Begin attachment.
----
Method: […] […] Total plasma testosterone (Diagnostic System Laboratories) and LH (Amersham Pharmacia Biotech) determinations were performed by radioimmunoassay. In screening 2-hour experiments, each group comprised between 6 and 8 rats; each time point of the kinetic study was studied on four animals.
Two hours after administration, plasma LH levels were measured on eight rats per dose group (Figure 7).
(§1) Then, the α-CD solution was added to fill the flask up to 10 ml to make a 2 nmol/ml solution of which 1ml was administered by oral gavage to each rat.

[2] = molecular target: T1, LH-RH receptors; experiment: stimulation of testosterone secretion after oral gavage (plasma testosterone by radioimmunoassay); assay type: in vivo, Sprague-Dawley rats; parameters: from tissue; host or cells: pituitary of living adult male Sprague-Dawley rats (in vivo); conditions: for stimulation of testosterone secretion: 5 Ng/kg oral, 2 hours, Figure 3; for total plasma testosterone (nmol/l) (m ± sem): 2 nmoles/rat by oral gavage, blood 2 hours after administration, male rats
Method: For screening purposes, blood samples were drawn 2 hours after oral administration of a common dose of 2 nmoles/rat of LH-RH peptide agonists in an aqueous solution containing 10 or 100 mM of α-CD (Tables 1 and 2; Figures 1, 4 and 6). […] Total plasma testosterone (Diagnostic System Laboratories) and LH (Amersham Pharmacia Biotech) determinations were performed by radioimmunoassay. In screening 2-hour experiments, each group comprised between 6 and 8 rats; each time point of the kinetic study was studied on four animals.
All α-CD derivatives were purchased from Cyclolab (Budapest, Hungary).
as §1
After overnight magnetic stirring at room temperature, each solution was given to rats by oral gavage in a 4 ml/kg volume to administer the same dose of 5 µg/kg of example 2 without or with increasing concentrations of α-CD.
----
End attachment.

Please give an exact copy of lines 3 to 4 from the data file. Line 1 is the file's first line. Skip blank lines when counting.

(§1) Then, the α-CD solution was added to fill the flask up to 10 ml to make a 2 nmol/ml solution of which 1ml was administered by oral gavage to each rat.

[2] = molecular target: T1, LH-RH receptors; experiment: stimulation of testosterone secretion after oral gavage (plasma testosterone by radioimmunoassay); assay type: in vivo, Sprague-Dawley rats; parameters: from tissue; host or cells: pituitary of living adult male Sprague-Dawley rats (in vivo); conditions: for stimulation of testosterone secretion: 5 Ng/kg oral, 2 hours, Figure 3; for total plasma testosterone (nmol/l) (m ± sem): 2 nmoles/rat by oral gavage, blood 2 hours after administration, male rats